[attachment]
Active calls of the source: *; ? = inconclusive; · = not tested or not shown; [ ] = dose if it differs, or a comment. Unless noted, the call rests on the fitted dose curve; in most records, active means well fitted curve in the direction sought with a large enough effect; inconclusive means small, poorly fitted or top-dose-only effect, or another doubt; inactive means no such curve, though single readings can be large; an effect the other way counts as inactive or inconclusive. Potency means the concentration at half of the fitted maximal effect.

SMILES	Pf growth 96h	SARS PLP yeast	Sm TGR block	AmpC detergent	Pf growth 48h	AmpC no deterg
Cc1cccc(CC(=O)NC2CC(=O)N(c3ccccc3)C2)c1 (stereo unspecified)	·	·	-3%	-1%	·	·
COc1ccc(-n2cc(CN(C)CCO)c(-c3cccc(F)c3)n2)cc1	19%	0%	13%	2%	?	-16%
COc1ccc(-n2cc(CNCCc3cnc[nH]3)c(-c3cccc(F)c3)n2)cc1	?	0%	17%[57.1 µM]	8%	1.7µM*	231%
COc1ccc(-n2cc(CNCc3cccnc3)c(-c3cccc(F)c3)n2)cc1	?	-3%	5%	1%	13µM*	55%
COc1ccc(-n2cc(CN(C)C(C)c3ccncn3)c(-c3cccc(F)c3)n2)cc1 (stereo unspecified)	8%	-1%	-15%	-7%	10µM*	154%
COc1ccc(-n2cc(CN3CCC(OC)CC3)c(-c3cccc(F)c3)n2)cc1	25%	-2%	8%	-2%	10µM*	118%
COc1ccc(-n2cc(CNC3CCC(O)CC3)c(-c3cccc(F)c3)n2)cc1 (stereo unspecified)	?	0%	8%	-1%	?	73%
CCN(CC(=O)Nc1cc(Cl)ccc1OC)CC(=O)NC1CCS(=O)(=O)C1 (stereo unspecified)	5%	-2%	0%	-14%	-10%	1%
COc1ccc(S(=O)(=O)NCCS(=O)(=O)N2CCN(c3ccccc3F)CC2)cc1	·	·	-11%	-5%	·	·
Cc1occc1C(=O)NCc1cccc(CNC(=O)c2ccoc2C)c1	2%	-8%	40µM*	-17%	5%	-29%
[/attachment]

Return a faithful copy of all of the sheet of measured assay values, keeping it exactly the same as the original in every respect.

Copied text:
Active calls of the source: *; ? = inconclusive; · = not tested or not shown; [ ] = dose if it differs, or a comment. Unless noted, the call rests on the fitted dose curve; in most records, active means well fitted curve in the direction sought with a large enough effect; inconclusive means small, poorly fitted or top-dose-only effect, or another doubt; inactive means no such curve, though single readings can be large; an effect the other way counts as inactive or inconclusive. Potency means the concentration at half of the fitted maximal effect.

SMILES	Pf growth 96h	SARS PLP yeast	Sm TGR block	AmpC detergent	Pf growth 48h	AmpC no deterg
Cc1cccc(CC(=O)NC2CC(=O)N(c3ccccc3)C2)c1 (stereo unspecified)	·	·	-3%	-1%	·	·
COc1ccc(-n2cc(CN(C)CCO)c(-c3cccc(F)c3)n2)cc1	19%	0%	13%	2%	?	-16%
COc1ccc(-n2cc(CNCCc3cnc[nH]3)c(-c3cccc(F)c3)n2)cc1	?	0%	17%[57.1 µM]	8%	1.7µM*	231%
COc1ccc(-n2cc(CNCc3cccnc3)c(-c3cccc(F)c3)n2)cc1	?	-3%	5%	1%	13µM*	55%
COc1ccc(-n2cc(CN(C)C(C)c3ccncn3)c(-c3cccc(F)c3)n2)cc1 (stereo unspecified)	8%	-1%	-15%	-7%	10µM*	154%
COc1ccc(-n2cc(CN3CCC(OC)CC3)c(-c3cccc(F)c3)n2)cc1	25%	-2%	8%	-2%	10µM*	118%
COc1ccc(-n2cc(CNC3CCC(O)CC3)c(-c3cccc(F)c3)n2)cc1 (stereo unspecified)	?	0%	8%	-1%	?	73%
CCN(CC(=O)Nc1cc(Cl)ccc1OC)CC(=O)NC1CCS(=O)(=O)C1 (stereo unspecified)	5%	-2%	0%	-14%	-10%	1%
COc1ccc(S(=O)(=O)NCCS(=O)(=O)N2CCN(c3ccccc3F)CC2)cc1	·	·	-11%	-5%	·	·
Cc1occc1C(=O)NCc1cccc(CNC(=O)c2ccoc2C)c1	2%	-8%	40µM*	-17%	5%	-29%